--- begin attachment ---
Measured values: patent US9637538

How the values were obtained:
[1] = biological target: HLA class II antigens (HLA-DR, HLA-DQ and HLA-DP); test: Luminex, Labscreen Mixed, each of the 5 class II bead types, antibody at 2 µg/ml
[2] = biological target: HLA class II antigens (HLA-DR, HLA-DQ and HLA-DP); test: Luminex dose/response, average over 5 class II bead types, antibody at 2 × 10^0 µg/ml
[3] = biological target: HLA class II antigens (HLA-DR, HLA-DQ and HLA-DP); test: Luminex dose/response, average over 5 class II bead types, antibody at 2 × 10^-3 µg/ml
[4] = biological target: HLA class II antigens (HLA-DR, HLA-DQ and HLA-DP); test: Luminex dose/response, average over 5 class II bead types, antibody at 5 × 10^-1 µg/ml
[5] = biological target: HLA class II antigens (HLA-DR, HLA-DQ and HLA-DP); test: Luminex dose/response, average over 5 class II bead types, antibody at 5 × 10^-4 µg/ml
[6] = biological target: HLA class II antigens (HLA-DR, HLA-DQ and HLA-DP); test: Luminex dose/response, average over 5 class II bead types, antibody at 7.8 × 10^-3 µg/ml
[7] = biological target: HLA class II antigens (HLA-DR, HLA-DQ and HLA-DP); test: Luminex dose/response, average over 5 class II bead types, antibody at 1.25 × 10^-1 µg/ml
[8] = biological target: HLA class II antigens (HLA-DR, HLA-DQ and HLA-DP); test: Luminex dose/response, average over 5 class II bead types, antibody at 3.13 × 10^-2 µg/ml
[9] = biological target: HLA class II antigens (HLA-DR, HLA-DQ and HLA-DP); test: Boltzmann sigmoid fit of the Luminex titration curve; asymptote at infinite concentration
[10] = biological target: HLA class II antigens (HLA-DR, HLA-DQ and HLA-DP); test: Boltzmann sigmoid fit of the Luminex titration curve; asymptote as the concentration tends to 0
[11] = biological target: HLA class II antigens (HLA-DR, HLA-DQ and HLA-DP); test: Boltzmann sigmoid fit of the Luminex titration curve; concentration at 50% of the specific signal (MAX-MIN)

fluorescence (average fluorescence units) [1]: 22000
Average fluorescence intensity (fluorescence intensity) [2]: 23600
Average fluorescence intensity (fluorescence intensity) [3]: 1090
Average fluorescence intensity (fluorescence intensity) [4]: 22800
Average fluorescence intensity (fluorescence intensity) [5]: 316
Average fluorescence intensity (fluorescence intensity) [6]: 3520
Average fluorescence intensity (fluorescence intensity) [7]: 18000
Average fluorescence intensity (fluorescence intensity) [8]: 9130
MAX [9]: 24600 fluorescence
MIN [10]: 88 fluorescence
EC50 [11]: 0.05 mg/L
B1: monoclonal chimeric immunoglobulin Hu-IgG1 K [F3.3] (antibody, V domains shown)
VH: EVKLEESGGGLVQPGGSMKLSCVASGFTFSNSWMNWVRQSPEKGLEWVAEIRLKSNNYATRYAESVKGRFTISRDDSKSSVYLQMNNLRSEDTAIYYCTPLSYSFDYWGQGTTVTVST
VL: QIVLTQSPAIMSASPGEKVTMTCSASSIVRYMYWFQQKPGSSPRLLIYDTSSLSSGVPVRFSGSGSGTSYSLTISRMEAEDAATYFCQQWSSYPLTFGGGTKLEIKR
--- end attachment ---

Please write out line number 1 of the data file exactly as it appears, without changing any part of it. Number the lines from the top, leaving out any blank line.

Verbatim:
Measured values: patent US9637538